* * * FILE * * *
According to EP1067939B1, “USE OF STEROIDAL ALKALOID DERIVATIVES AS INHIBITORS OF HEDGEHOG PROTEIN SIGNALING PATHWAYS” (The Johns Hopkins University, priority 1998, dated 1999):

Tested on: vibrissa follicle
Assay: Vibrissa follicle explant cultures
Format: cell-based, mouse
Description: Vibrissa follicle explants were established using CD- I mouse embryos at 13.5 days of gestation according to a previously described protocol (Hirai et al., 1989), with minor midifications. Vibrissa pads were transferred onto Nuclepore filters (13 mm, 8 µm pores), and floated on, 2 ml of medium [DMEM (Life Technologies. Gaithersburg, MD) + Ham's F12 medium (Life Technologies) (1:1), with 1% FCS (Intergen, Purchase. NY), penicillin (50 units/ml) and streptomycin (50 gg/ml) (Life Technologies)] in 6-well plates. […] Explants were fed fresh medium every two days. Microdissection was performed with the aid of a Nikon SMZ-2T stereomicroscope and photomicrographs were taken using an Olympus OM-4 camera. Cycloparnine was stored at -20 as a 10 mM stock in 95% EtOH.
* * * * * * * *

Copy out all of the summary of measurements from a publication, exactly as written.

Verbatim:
According to EP1067939B1, “USE OF STEROIDAL ALKALOID DERIVATIVES AS INHIBITORS OF HEDGEHOG PROTEIN SIGNALING PATHWAYS” (The Johns Hopkins University, priority 1998, dated 1999):

Tested on: vibrissa follicle
Assay: Vibrissa follicle explant cultures
Format: cell-based, mouse
Description: Vibrissa follicle explants were established using CD- I mouse embryos at 13.5 days of gestation according to a previously described protocol (Hirai et al., 1989), with minor midifications. Vibrissa pads were transferred onto Nuclepore filters (13 mm, 8 µm pores), and floated on, 2 ml of medium [DMEM (Life Technologies. Gaithersburg, MD) + Ham's F12 medium (Life Technologies) (1:1), with 1% FCS (Intergen, Purchase. NY), penicillin (50 units/ml) and streptomycin (50 gg/ml) (Life Technologies)] in 6-well plates. […] Explants were fed fresh medium every two days. Microdissection was performed with the aid of a Nikon SMZ-2T stereomicroscope and photomicrographs were taken using an Olympus OM-4 camera. Cycloparnine was stored at -20 as a 10 mM stock in 95% EtOH.